The first step is to find a flock of birds. Then it helps if you can pick up on audio and visual cues.

large raptor landing on an ice sheet
A bald eagle coming in for a landing. © Nathan Lovas / TNC

Sound the Alarm

 As a kid, I spent countless hours roaming the woodlands of Pennsylvania. One afternoon, seemingly every gray squirrel in the forest was out foraging acorns. Suddenly, as if someone had thrown a switch, every single squirrel took to the trees, making a terrible racket as they called.

What had I done to disturb them? I had been sitting quietly and several fed just a few feet from me. It turns out, it wasn’t me. A gray fox came stalking by. It focused on the squirrels, not me. It remains my closest and clearest sighting of this elusive woodland predator.

When a prey animal sees a predator, it must escape. Escape is easier if there’s advance warning, so alarm calls are cooperative behavior that enables better survival. I have found that many of my best predator sightings have been “announced” to me in advance, simply by paying attention to alarm calls.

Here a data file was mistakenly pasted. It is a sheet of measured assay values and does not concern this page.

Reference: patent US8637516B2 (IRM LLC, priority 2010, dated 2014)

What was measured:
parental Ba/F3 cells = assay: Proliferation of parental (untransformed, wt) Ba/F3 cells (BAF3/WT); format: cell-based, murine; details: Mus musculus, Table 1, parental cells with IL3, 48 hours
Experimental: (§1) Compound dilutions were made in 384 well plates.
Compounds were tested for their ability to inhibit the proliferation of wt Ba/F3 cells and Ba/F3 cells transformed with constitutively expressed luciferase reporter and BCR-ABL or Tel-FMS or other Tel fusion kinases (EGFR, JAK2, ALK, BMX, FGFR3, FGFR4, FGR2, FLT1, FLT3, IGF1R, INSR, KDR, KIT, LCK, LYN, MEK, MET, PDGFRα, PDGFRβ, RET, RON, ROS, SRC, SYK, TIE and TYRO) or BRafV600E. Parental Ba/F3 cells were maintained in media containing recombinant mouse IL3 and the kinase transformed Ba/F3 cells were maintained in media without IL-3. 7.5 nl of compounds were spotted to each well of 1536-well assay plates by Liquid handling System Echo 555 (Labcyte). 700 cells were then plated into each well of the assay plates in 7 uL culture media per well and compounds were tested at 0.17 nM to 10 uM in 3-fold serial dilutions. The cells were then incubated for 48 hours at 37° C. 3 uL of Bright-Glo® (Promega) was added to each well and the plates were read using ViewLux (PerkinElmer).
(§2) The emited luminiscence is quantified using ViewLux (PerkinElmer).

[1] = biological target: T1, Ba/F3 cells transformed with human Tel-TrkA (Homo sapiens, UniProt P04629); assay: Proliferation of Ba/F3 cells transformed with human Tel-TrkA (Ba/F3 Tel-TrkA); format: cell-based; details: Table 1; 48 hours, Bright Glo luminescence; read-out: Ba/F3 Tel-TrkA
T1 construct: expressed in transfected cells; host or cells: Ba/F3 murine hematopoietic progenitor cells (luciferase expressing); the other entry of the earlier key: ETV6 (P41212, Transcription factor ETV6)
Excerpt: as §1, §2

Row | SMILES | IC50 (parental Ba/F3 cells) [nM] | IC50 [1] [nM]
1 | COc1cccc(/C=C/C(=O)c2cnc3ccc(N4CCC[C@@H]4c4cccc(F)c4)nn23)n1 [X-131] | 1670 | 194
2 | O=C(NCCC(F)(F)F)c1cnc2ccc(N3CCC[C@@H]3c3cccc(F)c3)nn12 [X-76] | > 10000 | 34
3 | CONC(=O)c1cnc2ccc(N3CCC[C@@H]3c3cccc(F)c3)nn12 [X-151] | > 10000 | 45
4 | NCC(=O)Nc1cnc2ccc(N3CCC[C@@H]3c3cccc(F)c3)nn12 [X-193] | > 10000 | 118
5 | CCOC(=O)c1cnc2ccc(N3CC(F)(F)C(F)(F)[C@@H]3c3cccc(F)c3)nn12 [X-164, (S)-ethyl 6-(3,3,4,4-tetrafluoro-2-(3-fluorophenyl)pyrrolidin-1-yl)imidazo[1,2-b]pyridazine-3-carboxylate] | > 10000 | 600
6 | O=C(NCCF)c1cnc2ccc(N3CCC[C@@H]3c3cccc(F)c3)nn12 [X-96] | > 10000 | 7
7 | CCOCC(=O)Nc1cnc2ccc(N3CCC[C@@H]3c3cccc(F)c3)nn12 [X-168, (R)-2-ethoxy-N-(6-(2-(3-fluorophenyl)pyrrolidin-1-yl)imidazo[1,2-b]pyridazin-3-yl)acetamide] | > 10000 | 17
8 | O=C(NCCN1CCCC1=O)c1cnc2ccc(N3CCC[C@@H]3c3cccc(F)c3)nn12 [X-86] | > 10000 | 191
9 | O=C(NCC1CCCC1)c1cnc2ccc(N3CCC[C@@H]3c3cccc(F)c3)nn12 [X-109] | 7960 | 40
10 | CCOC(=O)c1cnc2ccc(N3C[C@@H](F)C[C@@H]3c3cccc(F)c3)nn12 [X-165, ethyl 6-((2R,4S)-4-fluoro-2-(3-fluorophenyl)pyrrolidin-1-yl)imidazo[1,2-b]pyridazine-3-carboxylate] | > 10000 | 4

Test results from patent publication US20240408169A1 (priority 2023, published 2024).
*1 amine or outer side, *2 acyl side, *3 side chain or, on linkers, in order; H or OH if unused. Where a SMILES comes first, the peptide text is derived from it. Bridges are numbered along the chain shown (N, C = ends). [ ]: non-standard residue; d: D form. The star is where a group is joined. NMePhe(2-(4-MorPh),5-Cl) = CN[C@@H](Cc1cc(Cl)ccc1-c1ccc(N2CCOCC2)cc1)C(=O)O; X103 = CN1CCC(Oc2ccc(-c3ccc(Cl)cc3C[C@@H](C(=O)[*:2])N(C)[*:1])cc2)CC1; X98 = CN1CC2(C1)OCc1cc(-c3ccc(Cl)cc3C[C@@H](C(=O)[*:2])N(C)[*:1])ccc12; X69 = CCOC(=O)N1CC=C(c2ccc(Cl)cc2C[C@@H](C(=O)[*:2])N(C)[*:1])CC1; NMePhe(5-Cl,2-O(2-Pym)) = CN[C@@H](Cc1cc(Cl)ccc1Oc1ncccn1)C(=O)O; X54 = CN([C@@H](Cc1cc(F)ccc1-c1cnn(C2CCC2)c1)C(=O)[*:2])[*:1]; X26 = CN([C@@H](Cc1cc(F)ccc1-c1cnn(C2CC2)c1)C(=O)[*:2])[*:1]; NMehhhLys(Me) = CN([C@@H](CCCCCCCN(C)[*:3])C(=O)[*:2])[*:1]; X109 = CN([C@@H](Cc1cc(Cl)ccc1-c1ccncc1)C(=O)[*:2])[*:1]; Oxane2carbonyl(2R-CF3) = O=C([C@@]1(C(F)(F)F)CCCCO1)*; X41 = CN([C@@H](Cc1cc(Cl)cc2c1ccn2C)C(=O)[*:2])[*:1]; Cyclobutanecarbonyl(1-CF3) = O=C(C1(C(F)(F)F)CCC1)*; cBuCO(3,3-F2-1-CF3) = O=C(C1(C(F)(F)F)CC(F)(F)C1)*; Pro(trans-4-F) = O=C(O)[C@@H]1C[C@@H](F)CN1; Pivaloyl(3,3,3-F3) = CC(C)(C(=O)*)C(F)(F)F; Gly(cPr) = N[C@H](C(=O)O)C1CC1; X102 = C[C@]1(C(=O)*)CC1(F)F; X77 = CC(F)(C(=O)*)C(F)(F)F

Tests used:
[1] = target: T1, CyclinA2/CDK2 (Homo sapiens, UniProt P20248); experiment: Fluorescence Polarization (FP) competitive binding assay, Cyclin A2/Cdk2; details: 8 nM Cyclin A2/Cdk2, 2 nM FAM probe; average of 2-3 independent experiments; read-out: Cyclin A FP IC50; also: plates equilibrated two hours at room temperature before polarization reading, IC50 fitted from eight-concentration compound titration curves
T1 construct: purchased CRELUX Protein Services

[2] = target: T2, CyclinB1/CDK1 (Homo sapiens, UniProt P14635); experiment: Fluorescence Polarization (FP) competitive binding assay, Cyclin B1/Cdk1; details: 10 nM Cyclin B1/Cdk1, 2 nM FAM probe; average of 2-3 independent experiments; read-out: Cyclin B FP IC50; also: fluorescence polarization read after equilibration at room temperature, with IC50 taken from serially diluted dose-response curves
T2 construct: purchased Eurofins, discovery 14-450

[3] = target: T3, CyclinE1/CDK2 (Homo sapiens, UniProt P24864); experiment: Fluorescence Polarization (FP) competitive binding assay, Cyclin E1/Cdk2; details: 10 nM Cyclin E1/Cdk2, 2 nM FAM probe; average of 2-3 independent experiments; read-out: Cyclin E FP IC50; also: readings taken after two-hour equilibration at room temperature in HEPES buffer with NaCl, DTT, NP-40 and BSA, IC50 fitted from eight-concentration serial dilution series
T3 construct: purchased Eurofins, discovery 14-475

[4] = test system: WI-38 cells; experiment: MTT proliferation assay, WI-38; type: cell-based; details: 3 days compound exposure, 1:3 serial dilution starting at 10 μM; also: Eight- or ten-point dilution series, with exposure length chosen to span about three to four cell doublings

Corvids give off distinctive alarm calls. © Scott Copeland / TNC

The alarm calls of some species are difficult to miss. Like crows. A massive flocks of agitated crows can be ear splitting. This often means a great-horned owl or red-tailed hawk is in the vicinity. But it might mean a nest predator like a racoon. Or it may just be a free-roaming cat.

Many songbirds will call loudly and even mob predators. This may seem counterintuitive. Wouldn’t getting closer to a hawk make a chickadee an easy meal to grab? Actually, no. Alert prey is always difficult prey. And predators don’t like difficult. See my previous blog for more detailed information on why little birds mob big birds